Plummeting back into the sweat and heat, not to mention the excessive number of poisonous caterpillars deciding to move into our home (excessive being anything more than one) meant that I was ready to throw in the towel and go back home a month early once school had finished. Although any photo's you see definitely show the great times in Sri Lanka, there is absolutely nothing that could show you the grime and fed up feeling that can engulf you with our lifestyle. Even if I had the humour to take a photo of these moments, it's something you can't see in a picture, you have to teach lessons that kids sometimes don't want to know about with sweat literally dripping off your face and then you have to go home and find that there's no water and count the weeks knowing that you've got this many more times over before you can go home and put make up on instead of being told 'you are having the pimples today'. Instead of changing my going home date however, I'm going to India to go on a trek and to see people being cremated in Varanasi. I'm actually pretty apprehensive with what I've heard in the news but I'll go armed with rape alarms and some hefty walking sandals good for running away in.
The end is also definitely in sight as we have only 10 weeks left of teaching. 10 weeks left of playing the clown and wearing a sari which, as much as Sri Lankan's look beautiful in them, I can't wait to be rid of. This does however also mean only 10 weeks left of the Church and McCracken household being complete-me and my teaching partner's. This saddens me a lot. As much as our bedroom does feel like a sauna and smells worse than the toilet sometimes for reasons unknown, this part of Sri Lanka has been tip top. I do look forward to being able to get out the room freely in the night though without asking Haley to move her bed which she bolts the door across with-Haley if you're reading this, you can't do this every time we watch a murder film.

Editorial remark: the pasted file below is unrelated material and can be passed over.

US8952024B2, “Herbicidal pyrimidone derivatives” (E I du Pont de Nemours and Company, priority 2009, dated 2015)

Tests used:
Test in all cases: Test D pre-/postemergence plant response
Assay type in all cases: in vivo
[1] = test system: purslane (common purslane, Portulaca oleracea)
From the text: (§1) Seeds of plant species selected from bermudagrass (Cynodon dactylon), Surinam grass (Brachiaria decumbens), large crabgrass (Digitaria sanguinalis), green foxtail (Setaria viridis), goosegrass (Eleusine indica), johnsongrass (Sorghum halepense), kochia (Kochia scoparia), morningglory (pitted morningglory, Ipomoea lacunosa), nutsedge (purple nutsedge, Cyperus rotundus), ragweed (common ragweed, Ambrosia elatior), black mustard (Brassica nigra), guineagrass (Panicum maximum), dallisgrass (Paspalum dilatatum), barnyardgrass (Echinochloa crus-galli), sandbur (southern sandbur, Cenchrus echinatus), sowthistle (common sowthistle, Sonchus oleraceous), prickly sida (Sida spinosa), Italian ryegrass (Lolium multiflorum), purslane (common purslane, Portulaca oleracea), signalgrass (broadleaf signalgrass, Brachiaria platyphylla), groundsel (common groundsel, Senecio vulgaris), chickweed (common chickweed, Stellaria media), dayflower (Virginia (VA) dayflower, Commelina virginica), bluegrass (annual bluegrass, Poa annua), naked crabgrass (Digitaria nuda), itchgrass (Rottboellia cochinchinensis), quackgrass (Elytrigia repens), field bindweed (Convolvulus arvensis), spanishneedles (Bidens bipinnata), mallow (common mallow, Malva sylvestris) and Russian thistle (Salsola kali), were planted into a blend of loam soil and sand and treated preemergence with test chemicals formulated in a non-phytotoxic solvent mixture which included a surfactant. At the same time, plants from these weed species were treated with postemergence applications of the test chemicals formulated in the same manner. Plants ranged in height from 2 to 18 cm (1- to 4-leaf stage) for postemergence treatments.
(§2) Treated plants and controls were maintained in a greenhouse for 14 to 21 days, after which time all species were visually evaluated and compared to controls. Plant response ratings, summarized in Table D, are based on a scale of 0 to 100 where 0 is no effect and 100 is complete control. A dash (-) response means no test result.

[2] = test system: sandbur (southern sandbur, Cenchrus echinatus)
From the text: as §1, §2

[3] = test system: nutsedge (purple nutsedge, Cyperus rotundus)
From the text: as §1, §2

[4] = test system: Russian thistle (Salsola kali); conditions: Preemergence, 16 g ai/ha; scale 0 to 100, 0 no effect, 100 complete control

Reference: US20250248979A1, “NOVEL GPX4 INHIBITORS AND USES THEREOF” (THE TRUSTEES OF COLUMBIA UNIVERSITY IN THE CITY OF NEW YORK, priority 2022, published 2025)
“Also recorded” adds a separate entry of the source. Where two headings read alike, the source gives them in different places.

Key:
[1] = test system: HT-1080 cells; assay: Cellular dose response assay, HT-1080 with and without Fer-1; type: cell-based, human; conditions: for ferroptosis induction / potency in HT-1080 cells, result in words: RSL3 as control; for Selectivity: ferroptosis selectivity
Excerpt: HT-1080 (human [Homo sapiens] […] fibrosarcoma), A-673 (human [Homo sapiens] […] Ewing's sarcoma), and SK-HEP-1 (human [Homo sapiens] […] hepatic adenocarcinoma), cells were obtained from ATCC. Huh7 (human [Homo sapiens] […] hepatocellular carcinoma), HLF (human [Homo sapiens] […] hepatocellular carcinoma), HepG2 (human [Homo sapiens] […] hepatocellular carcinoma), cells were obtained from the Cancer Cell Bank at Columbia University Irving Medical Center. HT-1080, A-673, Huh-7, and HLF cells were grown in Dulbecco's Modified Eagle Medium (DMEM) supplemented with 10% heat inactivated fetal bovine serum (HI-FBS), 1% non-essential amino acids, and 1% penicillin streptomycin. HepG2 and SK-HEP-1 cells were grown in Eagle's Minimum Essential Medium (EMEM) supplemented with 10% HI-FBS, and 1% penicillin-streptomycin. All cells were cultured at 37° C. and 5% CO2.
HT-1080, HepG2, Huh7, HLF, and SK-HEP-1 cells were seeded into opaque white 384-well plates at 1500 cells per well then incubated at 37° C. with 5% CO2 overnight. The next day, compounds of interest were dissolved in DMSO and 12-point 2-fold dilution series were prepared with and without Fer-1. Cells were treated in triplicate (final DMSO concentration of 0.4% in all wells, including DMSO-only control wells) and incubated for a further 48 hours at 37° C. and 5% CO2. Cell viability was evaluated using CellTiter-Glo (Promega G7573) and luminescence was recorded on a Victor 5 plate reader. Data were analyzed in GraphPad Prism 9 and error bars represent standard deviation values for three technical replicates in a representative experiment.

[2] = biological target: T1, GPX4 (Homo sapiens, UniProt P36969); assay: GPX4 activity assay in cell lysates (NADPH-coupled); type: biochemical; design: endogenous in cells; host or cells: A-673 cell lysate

Before I sign off from this blog, I should probably mention that I went swimming with sharks. I just forget what's not normal now…I jest, that was a terrifying absolutely abnormal day in which I realised that whenever I think, there are so many exams to do does it really matter if I die right now, that yes it does matter, cause I've also got many more nights to drink red wine and I'd really quite like to visit Italy and the middle east. It was on a trip to Trincomolee which was a job and a half to get to. The 'night train' turned out to be more of a deafening cockroach infested 'nightmare train' which I would recommend no one to do. On the return journey Haley and I 'showered' with water from the tiny tap next to a hole in the ground aka 'toilet' with alarmed sri lankan's bursting in on us to find us unapologetically trying to wash the sand and sweat from the previous 2 days from our bodies. The shark situation was terrifying. We took a trip to pigeon island which is famous for it's beautiful corals and….sharks. Before entering the water, Haley and I swore that in the case of a sighting we would remain calm and swim slowly to a rock if needs be. When it actually happened however, Haley began having a fit and I left her to save myself, Haley floundering behind. We both stood, snorkelling masks plastered to our face on the nearest rock, looking at the shore which was far too far away. Of course, people wouldn't snorkel there if the sharks were not safe, but still, any shark that looks like it's mouth is big enough to rip a chunk out of me and has a fin sticking out the water is something to be careful of I think no matter what the Sri Lankan's say.
Here's to the last leg away, I hope the caterpillars don't get me before I get home.
Love to family and friendsxxxxx